To secure the bead strand to your shell, flip the shell over so that its rough side is facing you. Grab the ends of the transite string that should be poking through the first hole of the shell and drop a medium sized bead onto the strings. This bead should be larger than the hole of the abalone shell. Loop the ends of the string back through the bottom end of the bead and up through it's top. Tie a few knots so that you KNOW that there is no way that string will come undone. This is a bit confusing to explain in writing, so if you're feeling confused, try watching 3:40 of the video tutorial. Trust me... it makes more sense when you see it being done!
Since you have the basics down, I want you to create two more beaded wind chime strands using the techniques shown above. They don't have to be the exact same as the first one, however. In faaaact... I think variation makes the completed project much more interesting!
There are two empty hole on your abalone shell: hole #2 and hole #4. What I'm going to have you do next is very similar to what you've been doing in the previous steps. Cut yourself about 2 feet of transite string and basically follow steps 1-4 again... but this time using a special bead of your choice in place of the metal wind chime piece. If this sounds unclear to you, please watch 5:27 of the tutorial video to get a better idea of what I mean.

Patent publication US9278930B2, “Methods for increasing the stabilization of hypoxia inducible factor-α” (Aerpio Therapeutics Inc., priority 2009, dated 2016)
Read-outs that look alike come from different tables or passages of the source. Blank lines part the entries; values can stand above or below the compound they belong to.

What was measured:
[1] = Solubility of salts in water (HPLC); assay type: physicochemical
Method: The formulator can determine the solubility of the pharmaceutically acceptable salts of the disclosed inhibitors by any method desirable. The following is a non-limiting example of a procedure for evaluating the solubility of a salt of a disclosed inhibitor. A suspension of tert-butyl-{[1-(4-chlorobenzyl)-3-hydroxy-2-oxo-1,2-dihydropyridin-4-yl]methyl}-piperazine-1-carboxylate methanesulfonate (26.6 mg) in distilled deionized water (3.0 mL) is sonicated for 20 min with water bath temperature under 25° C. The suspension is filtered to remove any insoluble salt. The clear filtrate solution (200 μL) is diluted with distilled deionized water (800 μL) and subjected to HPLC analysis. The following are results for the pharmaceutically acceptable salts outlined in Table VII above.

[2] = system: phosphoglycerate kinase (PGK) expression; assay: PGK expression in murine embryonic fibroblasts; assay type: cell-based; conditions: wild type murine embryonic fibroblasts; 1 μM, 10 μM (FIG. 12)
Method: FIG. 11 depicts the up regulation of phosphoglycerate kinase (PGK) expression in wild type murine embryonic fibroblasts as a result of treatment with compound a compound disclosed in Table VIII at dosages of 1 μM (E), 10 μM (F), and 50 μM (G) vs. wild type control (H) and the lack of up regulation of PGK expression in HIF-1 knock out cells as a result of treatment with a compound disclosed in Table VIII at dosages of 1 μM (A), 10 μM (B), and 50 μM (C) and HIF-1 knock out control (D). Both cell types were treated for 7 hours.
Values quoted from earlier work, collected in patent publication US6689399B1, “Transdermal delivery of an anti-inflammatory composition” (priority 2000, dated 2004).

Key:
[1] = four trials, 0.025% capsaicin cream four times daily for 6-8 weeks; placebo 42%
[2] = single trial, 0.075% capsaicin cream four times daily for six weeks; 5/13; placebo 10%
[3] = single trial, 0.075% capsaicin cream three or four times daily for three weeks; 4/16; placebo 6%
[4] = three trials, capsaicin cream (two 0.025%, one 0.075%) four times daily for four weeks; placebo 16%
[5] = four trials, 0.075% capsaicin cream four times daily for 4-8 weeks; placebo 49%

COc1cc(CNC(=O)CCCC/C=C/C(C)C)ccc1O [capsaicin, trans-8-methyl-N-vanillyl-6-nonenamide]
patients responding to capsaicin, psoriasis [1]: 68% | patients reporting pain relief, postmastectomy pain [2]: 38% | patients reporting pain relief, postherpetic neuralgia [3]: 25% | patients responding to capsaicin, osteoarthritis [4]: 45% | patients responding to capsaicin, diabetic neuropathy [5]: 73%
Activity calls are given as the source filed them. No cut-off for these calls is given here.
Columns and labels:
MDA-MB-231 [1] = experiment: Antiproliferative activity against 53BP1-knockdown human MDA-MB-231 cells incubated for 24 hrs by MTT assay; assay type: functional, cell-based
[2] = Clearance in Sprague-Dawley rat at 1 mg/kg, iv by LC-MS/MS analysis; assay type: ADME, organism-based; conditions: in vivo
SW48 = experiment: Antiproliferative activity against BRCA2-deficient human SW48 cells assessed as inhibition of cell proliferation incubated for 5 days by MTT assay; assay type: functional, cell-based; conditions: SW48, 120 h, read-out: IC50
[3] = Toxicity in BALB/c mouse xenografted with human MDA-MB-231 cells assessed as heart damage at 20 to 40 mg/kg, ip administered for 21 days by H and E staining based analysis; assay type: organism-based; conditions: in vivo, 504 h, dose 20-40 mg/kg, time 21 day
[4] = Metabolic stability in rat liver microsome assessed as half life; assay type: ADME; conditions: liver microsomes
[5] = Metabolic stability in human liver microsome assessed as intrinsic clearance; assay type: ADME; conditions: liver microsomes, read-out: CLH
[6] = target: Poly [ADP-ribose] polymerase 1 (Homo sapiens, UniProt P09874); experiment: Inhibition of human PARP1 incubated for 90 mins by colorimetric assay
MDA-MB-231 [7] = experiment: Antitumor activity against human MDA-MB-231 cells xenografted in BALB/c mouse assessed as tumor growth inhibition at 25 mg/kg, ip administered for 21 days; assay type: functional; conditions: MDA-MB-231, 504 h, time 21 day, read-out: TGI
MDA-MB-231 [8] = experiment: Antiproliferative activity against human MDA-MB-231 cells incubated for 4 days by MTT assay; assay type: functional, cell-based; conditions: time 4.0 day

Just as you did with the other fancy beaded pieces that you made, you need to attach your wind-chimeless bead strand to your abalone shell. I used a pretty gem-like bead to keep the string from slipping through hole #2. I think it helps add interest (and some extra sparkle!) to the back of the wind chime. Again, do whatever feels right to you.
Do the same thing for the fourth hole of the abalone shell. And then... only one more step!